I am disappointed that some of my countrymen are worked up about the wrong things, and are misplacing their energy. I am angry at how much corruption and abuse or power is prevalent. I am tired of excuses. "This is Malaysia la" is not a reason, it's an excuse. A cheap way to say "I can't do anything" or a fast way to say "I don't care". I bitch about people who are inept and ignorant and apathetic and inconsiderate.

I rant about the injustice my peers and I face. I am outraged that the very people who perpetrate this injustice deny it exists. I am angry that I have so few options and so few recourses but so many, many obstacles. I am angry that we ALL face the same. I am angry that while I try to hold on to my principles and ideals and dreams, so many others want to burst my bubble and impose their ideas of what is right on me. As if they know better. I am tired and sick of having to justify myself, of being judged. I am angry at people pretending to be nice. I am also angry at people not pretending to be nice, actually. I am tired of invisible walls and unmentionable barricades. I am tired of being told what I should do.

I am not saying that I am only angry at worthwhile things. I definitely get angry at stupid things, too: that McDonald's raised their prices and shrunk their portions (have you seen the McFlurry cup?), that the jams in town are maddening, that people cut me in queues. But that kind of anger and frustration comes and goes. Yes, I rant about it too, but with no more fervour or frequency than I would usually do. I don't think it's those things that cause my current pessimism and bitterness.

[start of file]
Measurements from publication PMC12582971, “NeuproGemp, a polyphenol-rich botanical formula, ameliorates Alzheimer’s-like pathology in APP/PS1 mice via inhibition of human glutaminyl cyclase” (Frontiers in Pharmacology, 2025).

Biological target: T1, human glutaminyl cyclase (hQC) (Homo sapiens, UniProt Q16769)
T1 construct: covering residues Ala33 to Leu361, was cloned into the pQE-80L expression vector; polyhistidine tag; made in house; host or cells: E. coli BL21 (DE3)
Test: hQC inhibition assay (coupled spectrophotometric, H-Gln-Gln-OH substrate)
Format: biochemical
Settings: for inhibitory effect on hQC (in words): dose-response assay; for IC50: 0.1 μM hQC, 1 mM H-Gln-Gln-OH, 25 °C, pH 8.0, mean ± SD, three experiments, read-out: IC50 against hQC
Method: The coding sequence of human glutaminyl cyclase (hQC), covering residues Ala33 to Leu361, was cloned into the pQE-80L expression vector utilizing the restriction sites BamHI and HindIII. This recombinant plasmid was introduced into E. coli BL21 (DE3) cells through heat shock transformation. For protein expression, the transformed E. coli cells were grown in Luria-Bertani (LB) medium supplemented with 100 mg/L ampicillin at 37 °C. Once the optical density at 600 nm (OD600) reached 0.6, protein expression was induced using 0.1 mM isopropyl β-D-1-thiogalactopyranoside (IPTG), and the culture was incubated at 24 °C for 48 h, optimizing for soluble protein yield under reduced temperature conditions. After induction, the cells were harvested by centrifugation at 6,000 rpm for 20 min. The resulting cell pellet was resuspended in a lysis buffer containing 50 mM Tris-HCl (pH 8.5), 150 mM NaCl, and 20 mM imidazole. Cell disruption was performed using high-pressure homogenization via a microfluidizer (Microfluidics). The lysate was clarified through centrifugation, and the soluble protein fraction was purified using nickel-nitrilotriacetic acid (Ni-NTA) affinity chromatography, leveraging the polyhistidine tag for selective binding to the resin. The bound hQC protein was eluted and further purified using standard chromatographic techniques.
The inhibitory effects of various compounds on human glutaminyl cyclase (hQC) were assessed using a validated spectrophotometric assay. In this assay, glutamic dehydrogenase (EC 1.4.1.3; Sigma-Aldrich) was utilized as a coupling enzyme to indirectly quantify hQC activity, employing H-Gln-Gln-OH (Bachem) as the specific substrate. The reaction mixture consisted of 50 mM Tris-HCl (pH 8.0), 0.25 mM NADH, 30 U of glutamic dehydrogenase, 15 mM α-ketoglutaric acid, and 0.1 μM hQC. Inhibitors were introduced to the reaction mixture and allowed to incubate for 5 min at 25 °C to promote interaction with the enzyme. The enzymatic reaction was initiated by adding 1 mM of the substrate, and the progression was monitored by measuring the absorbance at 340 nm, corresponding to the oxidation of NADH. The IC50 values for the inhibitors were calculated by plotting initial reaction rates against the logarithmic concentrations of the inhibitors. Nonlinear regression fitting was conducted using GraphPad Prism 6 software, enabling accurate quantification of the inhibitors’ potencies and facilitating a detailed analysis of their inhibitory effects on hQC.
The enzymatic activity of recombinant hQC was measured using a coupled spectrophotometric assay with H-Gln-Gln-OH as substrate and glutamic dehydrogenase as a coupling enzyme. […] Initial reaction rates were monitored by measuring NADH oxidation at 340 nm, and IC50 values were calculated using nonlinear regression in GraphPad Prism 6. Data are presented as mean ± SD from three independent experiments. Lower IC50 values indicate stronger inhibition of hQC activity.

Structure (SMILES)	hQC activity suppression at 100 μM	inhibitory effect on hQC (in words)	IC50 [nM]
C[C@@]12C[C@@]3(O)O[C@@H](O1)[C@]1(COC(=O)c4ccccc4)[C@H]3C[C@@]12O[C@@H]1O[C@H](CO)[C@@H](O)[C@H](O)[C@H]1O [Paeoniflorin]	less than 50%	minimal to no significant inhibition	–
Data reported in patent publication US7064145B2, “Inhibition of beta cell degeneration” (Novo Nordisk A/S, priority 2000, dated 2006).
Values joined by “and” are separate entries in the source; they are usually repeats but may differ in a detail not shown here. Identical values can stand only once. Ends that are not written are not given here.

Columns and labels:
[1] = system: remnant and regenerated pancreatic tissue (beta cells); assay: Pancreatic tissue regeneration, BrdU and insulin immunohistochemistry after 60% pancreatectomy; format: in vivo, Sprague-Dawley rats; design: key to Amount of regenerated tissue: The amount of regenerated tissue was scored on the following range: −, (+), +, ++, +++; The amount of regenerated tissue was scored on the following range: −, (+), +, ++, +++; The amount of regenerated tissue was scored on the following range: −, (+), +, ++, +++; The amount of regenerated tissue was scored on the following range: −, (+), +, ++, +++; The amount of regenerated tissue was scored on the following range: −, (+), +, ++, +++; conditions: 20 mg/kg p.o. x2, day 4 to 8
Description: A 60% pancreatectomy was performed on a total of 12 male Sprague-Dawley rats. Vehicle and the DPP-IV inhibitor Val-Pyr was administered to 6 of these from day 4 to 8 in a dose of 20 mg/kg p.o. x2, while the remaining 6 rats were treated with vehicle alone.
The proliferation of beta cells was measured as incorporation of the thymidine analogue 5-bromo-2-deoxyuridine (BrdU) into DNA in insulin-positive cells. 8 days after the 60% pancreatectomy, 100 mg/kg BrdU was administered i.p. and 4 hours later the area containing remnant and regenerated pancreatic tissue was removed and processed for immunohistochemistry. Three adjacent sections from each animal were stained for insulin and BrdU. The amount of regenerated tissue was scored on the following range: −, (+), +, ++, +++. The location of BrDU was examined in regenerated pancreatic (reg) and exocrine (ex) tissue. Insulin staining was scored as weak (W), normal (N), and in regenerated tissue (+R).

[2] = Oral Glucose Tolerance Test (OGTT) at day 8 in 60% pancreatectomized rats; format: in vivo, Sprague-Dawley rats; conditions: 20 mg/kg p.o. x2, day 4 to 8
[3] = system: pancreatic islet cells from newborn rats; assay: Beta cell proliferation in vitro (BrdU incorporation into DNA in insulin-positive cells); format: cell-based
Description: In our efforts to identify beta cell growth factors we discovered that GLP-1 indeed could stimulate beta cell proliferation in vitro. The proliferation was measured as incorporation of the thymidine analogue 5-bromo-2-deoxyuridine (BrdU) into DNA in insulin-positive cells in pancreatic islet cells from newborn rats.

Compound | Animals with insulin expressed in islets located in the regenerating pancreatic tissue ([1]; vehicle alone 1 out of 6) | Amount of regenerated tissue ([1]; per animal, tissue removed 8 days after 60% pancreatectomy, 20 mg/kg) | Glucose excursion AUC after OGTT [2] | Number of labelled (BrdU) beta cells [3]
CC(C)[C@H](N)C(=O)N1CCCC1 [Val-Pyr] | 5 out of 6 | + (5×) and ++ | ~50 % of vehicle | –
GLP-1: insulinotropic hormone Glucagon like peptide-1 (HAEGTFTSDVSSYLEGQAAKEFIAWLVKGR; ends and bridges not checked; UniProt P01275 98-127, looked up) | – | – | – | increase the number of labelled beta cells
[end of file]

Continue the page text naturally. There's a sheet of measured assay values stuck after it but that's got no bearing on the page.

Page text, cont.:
It's those 'bigger' things that make me boil. It's those things, swimming in my head, that make me patronising and sarcastic and bitchy and obnoxious and hapless and helpless. Of course, since I realise this, I have to start keep everything in check, in perspective, balanced. I can't let my anger define my attitude and turn me ugly. I can't let it overwhelm me or impair my civility. I don't want to be someone people avoid, someone constantly fulminating.

I have to learn to calm down, or rather, cool down. I have to give people space and listen, to return to the person I once was proud to be. At the same time, I don't want to throw in the towel and not care anymore, I don't want to embrace the apathy I despise. I don't want to be indifferent to the things that I should be angry about, just because I don't like to be hot under the collar. Sure, it isn't nice to be pissed-off, even if it's about the right things, but it's far, far worse not to be.

Monday, 16 February 2009


I listened to myself recently. I actually listened. I was shocked. I didn't like what I was hearing.

When I'm speaking nowadays, it seems that more than anything, I want to push people away. Whenever someone tries to hold a conversation with me, I will start to incessantly rant like a mad dog about some issue or another, force-feed my views, bitch, patronise, act like a know-it-all, swear like a sailor and/or just spew unnecessary sarcasm. And I do all this like a runaway train which can't stop. I can imagine this negativity, not to mention verbosity, puts people off wanting to go beyond "Hello" the next time they see me.